The Fresh Loaf

News & Information for Amateur Bakers and Artisan Bread Enthusiasts

stand mixer and wheat grinders which one????

mon and al's picture
mon and al

stand mixer and wheat grinders which one????


Our family is pizza dough and bread baking mad and are now at the stage where we need to invest in a stand mixer that is able to cope with bread dough as well as usual baking needs. We are in the UK so can anyone suggest the top three mixers available please that would be fantastic?

We are currently grinding our own wheat using a borrowed wheat grinder so can anyone suggest a good one of those also please?

We are looking to invest and not buy a new one again next year! It seems to happen a lot now with electrical appliances thanks in advance.

barryvabeach's picture

For pizza dough and bread, a Bosch Compact would be ideal - unless you have a large family.  The Compact will handle high hydration and small amounts of dough, which will be needed if you are making whole wheat pizza dough ( My favorite recipe is 82% hydration)  If you have a big family and need to make much larger amounts, consider the Bosch Universal Plus, or the Ankarsrum  previously called the Assistent.  

For grinding wheat,  I prefer and electric machine with stones.  New ones are very expensive, but you can usually find a used model on ebay for around $200, though I don't know how much shipping would be to the UK.    At the bottom of this page in a green box, there is a pretty good description of the different types of mills

Kitchen Barbarian's picture
Kitchen Barbarian

Sure.  Bosch Compact, Bosch Universal Pro, or Ankarsrum.  It all depends on your expected usage and budget.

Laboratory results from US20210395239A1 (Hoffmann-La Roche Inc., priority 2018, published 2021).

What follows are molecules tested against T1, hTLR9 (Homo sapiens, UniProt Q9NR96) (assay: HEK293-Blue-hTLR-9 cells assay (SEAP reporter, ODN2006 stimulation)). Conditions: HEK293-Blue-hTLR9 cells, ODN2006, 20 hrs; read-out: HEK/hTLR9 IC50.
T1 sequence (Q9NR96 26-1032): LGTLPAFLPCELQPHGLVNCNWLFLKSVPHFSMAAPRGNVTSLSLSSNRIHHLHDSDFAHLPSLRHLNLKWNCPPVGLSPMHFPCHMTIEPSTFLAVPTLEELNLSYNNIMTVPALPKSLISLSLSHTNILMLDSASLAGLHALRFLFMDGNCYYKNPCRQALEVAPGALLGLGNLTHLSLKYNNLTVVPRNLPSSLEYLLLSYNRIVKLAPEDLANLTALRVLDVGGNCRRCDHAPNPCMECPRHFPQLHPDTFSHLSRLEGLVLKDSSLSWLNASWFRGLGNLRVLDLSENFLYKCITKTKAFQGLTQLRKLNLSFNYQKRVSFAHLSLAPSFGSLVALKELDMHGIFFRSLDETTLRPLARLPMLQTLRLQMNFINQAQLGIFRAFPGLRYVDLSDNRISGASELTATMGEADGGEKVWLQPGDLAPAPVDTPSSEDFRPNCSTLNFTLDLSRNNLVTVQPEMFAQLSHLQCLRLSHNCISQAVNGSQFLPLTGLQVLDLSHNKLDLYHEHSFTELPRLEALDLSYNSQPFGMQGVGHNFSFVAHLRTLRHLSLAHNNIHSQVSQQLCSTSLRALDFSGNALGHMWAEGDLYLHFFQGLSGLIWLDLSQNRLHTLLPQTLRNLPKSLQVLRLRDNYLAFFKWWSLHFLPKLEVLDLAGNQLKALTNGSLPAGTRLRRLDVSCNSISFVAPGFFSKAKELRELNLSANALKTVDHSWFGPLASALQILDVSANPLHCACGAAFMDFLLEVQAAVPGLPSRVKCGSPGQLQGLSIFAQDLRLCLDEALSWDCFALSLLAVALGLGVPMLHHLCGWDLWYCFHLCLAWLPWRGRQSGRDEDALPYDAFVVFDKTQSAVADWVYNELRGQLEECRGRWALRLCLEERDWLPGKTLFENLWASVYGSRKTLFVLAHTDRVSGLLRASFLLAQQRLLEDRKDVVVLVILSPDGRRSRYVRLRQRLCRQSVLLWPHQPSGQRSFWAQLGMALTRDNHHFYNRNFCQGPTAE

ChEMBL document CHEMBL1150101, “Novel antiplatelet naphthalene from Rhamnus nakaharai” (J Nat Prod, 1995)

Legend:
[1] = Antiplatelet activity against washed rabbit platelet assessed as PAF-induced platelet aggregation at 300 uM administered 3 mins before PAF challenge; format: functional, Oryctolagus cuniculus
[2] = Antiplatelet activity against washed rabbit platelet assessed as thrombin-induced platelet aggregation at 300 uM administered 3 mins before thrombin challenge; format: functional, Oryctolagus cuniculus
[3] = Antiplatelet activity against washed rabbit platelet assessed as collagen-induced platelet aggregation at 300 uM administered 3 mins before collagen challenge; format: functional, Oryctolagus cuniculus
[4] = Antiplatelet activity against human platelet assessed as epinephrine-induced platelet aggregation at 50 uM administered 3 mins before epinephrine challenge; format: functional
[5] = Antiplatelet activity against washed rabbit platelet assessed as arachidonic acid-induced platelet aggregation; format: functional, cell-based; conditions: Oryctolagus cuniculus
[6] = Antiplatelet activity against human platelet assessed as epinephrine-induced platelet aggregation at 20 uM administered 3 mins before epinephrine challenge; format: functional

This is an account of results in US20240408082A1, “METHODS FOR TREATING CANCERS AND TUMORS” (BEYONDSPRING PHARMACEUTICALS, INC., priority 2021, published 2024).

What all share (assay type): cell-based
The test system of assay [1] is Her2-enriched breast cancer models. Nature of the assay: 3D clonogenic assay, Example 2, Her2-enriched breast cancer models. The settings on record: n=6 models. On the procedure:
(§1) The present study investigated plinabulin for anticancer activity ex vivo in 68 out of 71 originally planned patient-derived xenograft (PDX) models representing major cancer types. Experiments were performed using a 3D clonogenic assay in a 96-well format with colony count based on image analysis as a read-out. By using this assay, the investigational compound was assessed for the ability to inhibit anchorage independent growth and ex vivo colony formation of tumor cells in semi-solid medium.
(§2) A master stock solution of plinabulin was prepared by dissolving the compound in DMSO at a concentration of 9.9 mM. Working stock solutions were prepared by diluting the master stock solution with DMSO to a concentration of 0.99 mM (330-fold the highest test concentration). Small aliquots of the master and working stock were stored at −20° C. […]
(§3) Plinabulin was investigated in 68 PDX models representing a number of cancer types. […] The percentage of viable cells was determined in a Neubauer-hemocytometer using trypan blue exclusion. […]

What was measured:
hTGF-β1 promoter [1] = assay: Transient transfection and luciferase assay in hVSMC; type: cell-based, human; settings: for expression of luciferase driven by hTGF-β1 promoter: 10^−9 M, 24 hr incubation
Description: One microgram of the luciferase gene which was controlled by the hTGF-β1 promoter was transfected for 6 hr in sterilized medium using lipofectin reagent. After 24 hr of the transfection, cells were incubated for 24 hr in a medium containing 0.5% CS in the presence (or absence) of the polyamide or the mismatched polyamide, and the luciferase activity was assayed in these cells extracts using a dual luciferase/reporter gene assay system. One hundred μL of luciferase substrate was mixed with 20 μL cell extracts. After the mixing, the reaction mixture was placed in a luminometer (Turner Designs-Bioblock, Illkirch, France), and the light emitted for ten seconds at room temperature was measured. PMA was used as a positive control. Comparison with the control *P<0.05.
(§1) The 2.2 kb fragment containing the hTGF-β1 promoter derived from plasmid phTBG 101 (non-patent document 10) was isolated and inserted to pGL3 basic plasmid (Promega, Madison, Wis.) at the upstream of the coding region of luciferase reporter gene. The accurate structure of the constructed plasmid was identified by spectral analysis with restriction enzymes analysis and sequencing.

The compact and the Ankarsrum are available on Amazon UK and all of these are available on Amazon Germany - but the Bosch are cheaper on Amazon Germany, and the Ankarsrum seems to be cheaper on AM UK. 

Bosch Compact = 79 Pound sterling on AmUK (93 EU) or 60 EU on AM Germany    (translated page)

Bosch UP = 185 EU on AM Germany     (translated page)

Ankarsrum = 575 pounds on AM UK

Bosch Compact


  1. low cost
  2. small, lightweight
  3. handles small volumes
  4. good general purpose mixer
  5. up to 6 lbs of dough at a time (that's about 3 loaves)


  1. Mixer arm tends to bump up and down a little while kneading dough
  2. comes with a plastic bowl; metal one costs additional 44EU from AM Germany

BOSCH UNIVERSAL PRO (basically the larger Bosch, which in the EU/UK has a different model #)


  1. Moderate cost
  2. powerful 800W motor
  3. Belt driven motor - no gears to strip, high torque
  4. Larger 15 lb dough capacity


  1. Is said to handle small quantities poorly
  2. Requires cookie paddles for mixing cookie dough - these come with the machine in the US, don't know about UK/EU
  3. comes with plastic bowl; metal bowl available at additional cost, not sure how much that might be in EU/UK

Ankarsrum (made in Sweden)


  1. Comes with one metal and one plastic bowl
  2. large capacity 15 lbs of dough
  3. is said to handle small amounts of dough (on the order of 1.5 to 2 lbs) of dough pretty well
  4. sturdiest of the three choices (though the Bosch are no slouches in this division)


  1. Most expensive of the three
  2. Nontypical "dough roller" means there's a learning curve
  3. When to use the roller and when to use the dough hook may not be obvious
  4. Usage documentation from manufacturer is poor
  5. Unknown (to me) how well it handles non-dough tasks
  6. Some people say it DOESN'T handle small amounts very well (despite some people saying it DOES)
  7. The set up for non-dough tasks is not intuitive - the whisks and what-not seem to only fit the plastic bowl - this could be less than optimal for whipping up a meringue (maybe)

In general, the owners of all 3 are happy with their model, as long as it meets their needs for capacity.

I don't know about VAT or extra taxes in the EU but its my understanding the "free shipping" option on Amazon works anywhere in the EU; I imagine all of these are available through other sources in the UK which I don't know about being as I'm in the USA.

BBQinMaineiac's picture

Just get the Ankarsrum and be done with it. It does everything. Buy it once have it for decades- seriously. I did my research with folks in Sweden whose family had Ankarsrum for at least 40 years and that machine is still going strong. The entire family now has them. No problems whatsoever. It's an impressive machine.